The Silent Saga exhibition is the title of Peyman Rahimizadeh's solo exhibition held on October 15th until October 24th 2021 at Mojdeh Art Gallery. All works are a combination of materials on cardboard. The title of the exhibition, itself is an introduction to stillness and silence, is taken from a film titled The Ballad of Tara, directed and written by Bahram Bayzaie. The statement of this exhibition is based on a depressed voice and a kind of darkness that casts a shadow on the field of wisdom. The black color of all the works and the feminine faces that Rahimizadeh has used in his works, along with other elements such as mirrors, nets, etc., show the desire of these portraits to escape from blackness and enter the glorious field of wisdom. In fact, if there is blackness, the way out of it is shown by the painter himself (by adding an element such as net and mirror). If blackness dwells in the field of wisdom, the mirror is still a reflection of wisdom, and even though the wisdom of self-interest casts a shadow on wisdom, wisdom opens its own way and leaves. The stories of many women portrayed by Rahimizadeh are also like this: no blackness from history and centuries can block their way, in blackness they find an element to light and find their way, and with the help of this element, they move forward and leave the darkness behind, they don't stay silent.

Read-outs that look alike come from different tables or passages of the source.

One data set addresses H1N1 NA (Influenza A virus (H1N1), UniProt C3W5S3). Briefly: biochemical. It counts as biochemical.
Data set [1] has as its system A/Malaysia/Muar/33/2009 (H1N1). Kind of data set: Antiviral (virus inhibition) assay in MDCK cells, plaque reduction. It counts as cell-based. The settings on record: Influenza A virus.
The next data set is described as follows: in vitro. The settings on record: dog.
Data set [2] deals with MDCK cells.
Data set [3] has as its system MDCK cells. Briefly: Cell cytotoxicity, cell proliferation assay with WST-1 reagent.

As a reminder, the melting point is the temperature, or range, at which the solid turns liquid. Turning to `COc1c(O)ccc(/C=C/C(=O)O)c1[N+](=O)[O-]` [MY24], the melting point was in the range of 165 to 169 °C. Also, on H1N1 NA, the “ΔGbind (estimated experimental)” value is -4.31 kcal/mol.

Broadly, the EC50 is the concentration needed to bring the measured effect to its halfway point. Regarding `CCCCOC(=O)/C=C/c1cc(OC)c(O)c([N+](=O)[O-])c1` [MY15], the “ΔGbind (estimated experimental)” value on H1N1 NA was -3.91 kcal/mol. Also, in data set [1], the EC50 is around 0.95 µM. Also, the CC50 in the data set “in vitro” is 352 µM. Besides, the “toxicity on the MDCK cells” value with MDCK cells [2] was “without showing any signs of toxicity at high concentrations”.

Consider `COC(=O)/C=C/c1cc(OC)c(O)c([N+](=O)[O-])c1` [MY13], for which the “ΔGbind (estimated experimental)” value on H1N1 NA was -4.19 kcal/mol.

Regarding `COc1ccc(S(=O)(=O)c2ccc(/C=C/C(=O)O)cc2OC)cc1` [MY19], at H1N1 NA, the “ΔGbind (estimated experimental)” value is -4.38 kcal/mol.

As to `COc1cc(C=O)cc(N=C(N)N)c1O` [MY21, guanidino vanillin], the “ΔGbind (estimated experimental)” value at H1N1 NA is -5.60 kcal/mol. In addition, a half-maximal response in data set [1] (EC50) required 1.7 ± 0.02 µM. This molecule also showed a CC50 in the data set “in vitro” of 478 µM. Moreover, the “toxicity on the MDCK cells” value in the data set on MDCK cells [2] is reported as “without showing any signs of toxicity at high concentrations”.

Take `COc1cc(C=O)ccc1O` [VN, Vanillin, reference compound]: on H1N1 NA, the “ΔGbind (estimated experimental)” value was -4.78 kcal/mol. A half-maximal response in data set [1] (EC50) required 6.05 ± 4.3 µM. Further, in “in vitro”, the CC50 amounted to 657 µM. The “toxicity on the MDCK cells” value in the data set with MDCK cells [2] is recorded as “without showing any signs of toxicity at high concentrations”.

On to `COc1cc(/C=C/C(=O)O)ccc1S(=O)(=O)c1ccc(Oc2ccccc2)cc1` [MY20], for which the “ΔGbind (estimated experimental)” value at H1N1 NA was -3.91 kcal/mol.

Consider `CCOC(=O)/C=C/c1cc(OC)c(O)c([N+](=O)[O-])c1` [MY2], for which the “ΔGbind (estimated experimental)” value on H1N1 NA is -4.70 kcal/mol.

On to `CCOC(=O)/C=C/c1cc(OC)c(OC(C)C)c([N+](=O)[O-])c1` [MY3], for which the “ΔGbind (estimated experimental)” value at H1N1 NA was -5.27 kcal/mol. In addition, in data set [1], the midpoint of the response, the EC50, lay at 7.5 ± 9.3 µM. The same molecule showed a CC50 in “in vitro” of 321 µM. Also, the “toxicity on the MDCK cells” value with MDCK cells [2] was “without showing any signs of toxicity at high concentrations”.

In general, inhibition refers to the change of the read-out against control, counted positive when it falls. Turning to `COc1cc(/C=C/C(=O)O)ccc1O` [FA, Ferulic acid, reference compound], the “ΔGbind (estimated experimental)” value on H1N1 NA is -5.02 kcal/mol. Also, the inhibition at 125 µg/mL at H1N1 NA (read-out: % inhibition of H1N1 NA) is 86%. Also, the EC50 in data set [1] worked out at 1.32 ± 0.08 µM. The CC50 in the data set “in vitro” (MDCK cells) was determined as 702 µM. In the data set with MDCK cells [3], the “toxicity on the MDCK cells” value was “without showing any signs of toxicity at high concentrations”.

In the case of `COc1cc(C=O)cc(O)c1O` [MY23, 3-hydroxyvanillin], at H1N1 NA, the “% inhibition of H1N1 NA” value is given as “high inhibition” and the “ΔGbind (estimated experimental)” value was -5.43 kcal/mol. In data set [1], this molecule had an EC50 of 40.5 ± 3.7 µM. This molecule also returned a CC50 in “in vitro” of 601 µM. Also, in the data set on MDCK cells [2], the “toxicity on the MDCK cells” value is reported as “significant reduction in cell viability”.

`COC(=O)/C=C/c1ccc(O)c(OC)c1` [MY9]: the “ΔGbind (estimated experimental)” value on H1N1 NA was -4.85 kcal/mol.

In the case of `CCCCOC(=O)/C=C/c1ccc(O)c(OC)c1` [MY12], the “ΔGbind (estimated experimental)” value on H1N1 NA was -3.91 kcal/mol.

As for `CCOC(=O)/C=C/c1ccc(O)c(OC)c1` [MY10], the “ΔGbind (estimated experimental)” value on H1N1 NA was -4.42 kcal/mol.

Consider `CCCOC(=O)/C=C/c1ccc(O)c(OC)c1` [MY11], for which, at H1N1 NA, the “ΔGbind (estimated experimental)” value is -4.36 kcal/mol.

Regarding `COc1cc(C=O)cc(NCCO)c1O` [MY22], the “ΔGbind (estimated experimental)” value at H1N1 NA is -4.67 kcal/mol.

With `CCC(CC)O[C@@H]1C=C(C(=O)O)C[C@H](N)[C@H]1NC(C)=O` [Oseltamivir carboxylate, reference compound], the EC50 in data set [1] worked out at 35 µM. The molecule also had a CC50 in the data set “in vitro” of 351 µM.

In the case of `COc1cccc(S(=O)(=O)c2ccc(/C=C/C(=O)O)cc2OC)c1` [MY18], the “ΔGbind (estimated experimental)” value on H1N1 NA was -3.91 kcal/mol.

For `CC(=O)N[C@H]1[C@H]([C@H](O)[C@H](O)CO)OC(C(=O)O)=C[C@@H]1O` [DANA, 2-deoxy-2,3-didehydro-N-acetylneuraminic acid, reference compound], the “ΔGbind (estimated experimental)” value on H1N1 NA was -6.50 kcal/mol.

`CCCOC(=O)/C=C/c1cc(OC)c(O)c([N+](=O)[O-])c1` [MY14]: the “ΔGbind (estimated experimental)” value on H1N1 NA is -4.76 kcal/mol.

Where the darkness casts shadow on the space of wisdom and inequality is a scale for evaluation, there will be nothing left but the subdued whisper of light.
The voice of freedom and being that sits on the anxious, covered and mutilated gaze is as an epic poem that has been sterile since the beginning of singing.
A review of Peyman Rahimizadeh's works
Silent like women suspended in the dark, with closed mouths, narrative eyes and eloquent hands, locked with thread and needle... The first feeling that the audience receives when facing Peyman Rahimizadeh's works; It is a long silence with frozen and fearful ambiguity. What flows into the audience from the eyes of the women in his works is more than a few unspoken words. Untold stories that are transmitted by looking at the movements of their hands, hands that are sometimes hidden under the cloak, trying to hide a shocking or bitter event, so hard and heavy as if even the mirror cannot withstand this amount of suffering and injustice and is destroyed under their questioning look. Rahimizadeh deliberately changes the presence of the eye’s materiality in the sense of wisdom and awareness with superficial concepts such as innocence and chastity in the form of petals or cloth blindfolds in his works. He mocks the wrath and reflection of judgment by passing an arrow through a bitten apple as the first sin of Eve. The thin and broken threads, which at first glance promise liberation and freedom, become a symbol of loose stability, which twist like eternal anxieties between the fingers of the women in Rahimizadeh's works. It is as if a silent saga will be whispered in their ears forever.